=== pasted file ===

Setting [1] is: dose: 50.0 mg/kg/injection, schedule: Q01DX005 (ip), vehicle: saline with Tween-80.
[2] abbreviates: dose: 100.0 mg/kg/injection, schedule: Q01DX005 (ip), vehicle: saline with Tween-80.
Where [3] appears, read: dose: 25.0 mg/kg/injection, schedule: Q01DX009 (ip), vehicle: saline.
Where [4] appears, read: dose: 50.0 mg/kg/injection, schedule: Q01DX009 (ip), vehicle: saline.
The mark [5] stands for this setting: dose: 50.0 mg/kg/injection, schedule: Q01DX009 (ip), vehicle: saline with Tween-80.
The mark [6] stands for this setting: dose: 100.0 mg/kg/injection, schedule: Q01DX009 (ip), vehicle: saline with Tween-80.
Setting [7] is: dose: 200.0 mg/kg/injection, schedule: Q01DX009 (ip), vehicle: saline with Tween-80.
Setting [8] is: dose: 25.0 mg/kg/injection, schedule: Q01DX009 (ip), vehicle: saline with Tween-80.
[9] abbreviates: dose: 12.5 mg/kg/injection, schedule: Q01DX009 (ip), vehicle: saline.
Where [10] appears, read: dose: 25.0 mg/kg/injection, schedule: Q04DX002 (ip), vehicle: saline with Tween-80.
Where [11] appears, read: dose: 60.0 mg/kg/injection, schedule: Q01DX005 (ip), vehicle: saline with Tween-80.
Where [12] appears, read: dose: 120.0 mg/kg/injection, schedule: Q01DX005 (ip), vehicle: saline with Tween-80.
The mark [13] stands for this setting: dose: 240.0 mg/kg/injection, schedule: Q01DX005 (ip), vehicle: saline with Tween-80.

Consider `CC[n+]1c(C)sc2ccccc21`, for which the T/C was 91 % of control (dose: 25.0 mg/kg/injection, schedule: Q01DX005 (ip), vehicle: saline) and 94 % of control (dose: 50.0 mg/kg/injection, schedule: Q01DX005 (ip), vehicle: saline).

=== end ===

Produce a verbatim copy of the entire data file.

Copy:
Setting [1] is: dose: 50.0 mg/kg/injection, schedule: Q01DX005 (ip), vehicle: saline with Tween-80.
[2] abbreviates: dose: 100.0 mg/kg/injection, schedule: Q01DX005 (ip), vehicle: saline with Tween-80.
Where [3] appears, read: dose: 25.0 mg/kg/injection, schedule: Q01DX009 (ip), vehicle: saline.
Where [4] appears, read: dose: 50.0 mg/kg/injection, schedule: Q01DX009 (ip), vehicle: saline.
The mark [5] stands for this setting: dose: 50.0 mg/kg/injection, schedule: Q01DX009 (ip), vehicle: saline with Tween-80.
The mark [6] stands for this setting: dose: 100.0 mg/kg/injection, schedule: Q01DX009 (ip), vehicle: saline with Tween-80.
Setting [7] is: dose: 200.0 mg/kg/injection, schedule: Q01DX009 (ip), vehicle: saline with Tween-80.
Setting [8] is: dose: 25.0 mg/kg/injection, schedule: Q01DX009 (ip), vehicle: saline with Tween-80.
[9] abbreviates: dose: 12.5 mg/kg/injection, schedule: Q01DX009 (ip), vehicle: saline.
Where [10] appears, read: dose: 25.0 mg/kg/injection, schedule: Q04DX002 (ip), vehicle: saline with Tween-80.
Where [11] appears, read: dose: 60.0 mg/kg/injection, schedule: Q01DX005 (ip), vehicle: saline with Tween-80.
Where [12] appears, read: dose: 120.0 mg/kg/injection, schedule: Q01DX005 (ip), vehicle: saline with Tween-80.
The mark [13] stands for this setting: dose: 240.0 mg/kg/injection, schedule: Q01DX005 (ip), vehicle: saline with Tween-80.

Consider `CC[n+]1c(C)sc2ccccc21`, for which the T/C was 91 % of control (dose: 25.0 mg/kg/injection, schedule: Q01DX005 (ip), vehicle: saline) and 94 % of control (dose: 50.0 mg/kg/injection, schedule: Q01DX005 (ip), vehicle: saline).